I am leaving for Iceland for a two-week Luminous-Landscape and Rockhopper photography workshop with Daniel Bergmann. I’ve been going to Iceland for years and it is one of the most remarkable places for photography, especially if you get off the tourist paths. Daniel Bergmann is one of the most knowledgeable leaders to get you to the best spots for shooting photographs.
If you are a regular reader of Luminous-Landscape, you know that over the last year I have become a big fan of mirrorless cameras. I own the Olympus system with 3 bodies and a full set of lenses. My favorite go-to camera has been the Fuji X-T1 because it is so easy to work with and the image quality is great. Then, not too long ago I bought into the Sony A7 II camera and a stable of lenses. I use the Sony a lot these days and I’m very excited about the NEW Sony A7r II announcement. I had the Sony A7 II on the last Antarctica trip; it performed as expected and my images were great.
During this time I have neglected my now dusty Nikon system sitting on the shelf. Every time I go into my camera closet I look at the Nikons and have a moment of sadness. as if it’s a forgotten friend. My Nikon system of a D800e and D7100 with 14-24mm, 24-70mm. 70-200mm 80-400 and a 8mm fisheye were one of my most trusted camera systems and yielded some excellent images over the last few years. They have visited both Polar Regions as well as many spots in between. The cameras took a beating, yet the files were excellent and there were no problems. After a quick check, I found images on the card from the Svalbard trip last August. Has it really been that long since I used my Nikons?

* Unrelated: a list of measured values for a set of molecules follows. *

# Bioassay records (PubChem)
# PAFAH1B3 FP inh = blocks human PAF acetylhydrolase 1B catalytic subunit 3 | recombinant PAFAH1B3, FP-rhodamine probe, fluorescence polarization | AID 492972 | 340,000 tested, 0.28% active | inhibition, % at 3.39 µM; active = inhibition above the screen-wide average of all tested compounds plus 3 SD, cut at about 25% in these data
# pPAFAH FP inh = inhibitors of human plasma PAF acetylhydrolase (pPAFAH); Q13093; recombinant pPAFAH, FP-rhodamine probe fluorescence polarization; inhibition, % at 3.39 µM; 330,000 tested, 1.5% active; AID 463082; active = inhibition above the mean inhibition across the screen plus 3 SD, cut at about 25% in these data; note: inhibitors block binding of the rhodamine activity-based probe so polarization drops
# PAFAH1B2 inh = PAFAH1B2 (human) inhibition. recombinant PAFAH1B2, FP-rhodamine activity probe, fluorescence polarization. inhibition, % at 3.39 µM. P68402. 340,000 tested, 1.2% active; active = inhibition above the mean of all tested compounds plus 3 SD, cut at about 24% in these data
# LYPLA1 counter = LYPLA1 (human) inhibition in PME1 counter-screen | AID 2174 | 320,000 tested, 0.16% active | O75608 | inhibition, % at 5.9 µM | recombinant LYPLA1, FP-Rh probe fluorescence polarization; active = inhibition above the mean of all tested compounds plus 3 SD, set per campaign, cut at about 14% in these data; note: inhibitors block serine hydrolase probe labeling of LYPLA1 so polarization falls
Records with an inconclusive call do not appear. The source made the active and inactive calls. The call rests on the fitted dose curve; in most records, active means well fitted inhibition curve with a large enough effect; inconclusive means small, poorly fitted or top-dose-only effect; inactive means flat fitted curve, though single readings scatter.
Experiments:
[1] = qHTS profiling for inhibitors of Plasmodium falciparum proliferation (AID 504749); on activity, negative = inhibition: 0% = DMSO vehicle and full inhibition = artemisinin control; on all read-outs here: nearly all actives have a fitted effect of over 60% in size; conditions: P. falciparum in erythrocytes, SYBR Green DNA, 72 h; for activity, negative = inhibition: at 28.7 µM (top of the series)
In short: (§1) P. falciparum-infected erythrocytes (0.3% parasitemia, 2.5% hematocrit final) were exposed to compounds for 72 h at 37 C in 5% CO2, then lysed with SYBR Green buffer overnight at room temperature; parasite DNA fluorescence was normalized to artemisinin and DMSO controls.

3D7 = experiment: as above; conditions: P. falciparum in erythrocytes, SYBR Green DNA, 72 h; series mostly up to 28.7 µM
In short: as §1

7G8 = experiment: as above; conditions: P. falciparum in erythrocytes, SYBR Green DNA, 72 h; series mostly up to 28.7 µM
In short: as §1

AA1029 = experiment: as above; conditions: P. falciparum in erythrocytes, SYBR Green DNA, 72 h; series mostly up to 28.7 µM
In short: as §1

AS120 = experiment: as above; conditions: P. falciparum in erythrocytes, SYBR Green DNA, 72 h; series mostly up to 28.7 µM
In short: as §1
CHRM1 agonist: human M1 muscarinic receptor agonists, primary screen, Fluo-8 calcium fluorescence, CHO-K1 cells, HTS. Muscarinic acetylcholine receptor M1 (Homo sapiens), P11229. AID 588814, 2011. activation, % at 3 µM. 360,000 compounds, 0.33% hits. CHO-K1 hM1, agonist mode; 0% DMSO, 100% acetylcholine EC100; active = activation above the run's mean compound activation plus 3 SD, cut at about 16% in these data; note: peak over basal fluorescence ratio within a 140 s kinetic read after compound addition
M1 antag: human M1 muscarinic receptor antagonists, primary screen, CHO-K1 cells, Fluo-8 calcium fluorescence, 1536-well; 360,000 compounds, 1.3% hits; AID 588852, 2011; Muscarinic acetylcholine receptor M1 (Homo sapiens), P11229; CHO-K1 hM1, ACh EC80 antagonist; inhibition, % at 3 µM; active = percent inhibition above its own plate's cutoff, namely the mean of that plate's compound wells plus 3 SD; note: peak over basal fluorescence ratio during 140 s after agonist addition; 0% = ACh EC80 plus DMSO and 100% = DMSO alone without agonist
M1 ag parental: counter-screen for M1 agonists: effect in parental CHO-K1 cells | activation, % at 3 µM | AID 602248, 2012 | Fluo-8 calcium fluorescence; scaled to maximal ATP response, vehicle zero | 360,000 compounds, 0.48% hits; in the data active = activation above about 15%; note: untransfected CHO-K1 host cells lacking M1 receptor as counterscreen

Normally Michael and I are trading in our equipment for new gear every few months so we can report on what’s new and stay up to date. I have been holding onto the Nikons and wasn’t sure why. Maybe deep down inside I thought that Nikon might surprise us with a super new camera. Maybe they would go full frame mirrorless and would use the existing lens. Maybe they would get a bigger chip and put the whole system into a smaller body. Nope, none of this happened.
So, I looked at my Nikons sitting there on the shelf and decided I would take them on one last trip. I’d experience a few weeks with an optical viewfinder and the heft and weight of the old system I had come to love. I know, maybe I am just trying to give myself a chance to fall in love with this system again. But I don’t think so. I have so totally moved onto mirrorless. I think I am just looking for a proper closure.
The weight and size factor alone is enough to make me change. I can literally put the Sony system into a small shoulder bag and have a four-lens kit covering a full range of focal lengths. The same goes for the Fuji X-T1. None of this matters today as my Nikon cameras and I are excited about our one last journey together. It’s time to move on but not without saying a proper good-bye. Sensors are cleaned, batteries charged and lenses have been checked. We’re set to go.
I know I am not the only photographer thinking of moving away from traditional DSLR to mirrorless. Based on the chatter on the Luminous-Landscape forum, as well as what I hear from my favorite camera store (Robert’s Photo) and a number of photographer friends, the move is on. If you are making the move you owe it to yourself and your old trusty full DSLR system to take it out for one last go. Give it a proper good-bye and enjoy the images that is has so faithfully produced over the years.